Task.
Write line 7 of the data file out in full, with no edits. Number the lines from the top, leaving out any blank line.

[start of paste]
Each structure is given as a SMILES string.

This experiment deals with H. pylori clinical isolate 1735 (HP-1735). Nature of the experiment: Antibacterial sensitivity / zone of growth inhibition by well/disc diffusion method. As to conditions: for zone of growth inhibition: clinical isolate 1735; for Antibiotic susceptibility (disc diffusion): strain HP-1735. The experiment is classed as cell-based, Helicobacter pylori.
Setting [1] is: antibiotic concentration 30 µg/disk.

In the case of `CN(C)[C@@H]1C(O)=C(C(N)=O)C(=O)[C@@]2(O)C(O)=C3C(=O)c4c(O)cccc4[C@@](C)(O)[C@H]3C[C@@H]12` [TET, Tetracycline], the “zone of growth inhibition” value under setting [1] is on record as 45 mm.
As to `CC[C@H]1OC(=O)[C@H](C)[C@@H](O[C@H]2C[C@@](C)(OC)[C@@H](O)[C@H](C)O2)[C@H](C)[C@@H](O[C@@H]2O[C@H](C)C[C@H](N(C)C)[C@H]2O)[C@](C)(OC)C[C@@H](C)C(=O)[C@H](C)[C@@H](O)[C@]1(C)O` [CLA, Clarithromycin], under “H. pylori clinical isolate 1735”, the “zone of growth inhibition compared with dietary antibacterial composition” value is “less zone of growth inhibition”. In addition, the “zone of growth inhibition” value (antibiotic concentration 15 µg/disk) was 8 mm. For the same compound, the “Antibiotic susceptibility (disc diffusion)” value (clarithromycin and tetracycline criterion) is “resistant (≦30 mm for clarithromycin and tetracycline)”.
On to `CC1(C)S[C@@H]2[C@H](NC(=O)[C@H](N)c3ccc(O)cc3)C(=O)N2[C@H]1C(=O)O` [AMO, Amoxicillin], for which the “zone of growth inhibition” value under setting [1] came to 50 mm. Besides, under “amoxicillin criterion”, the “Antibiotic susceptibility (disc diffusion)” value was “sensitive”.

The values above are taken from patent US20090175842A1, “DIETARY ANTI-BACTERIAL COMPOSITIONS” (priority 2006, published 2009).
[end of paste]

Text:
The values above are taken from patent US20090175842A1, “DIETARY ANTI-BACTERIAL COMPOSITIONS” (priority 2006, published 2009).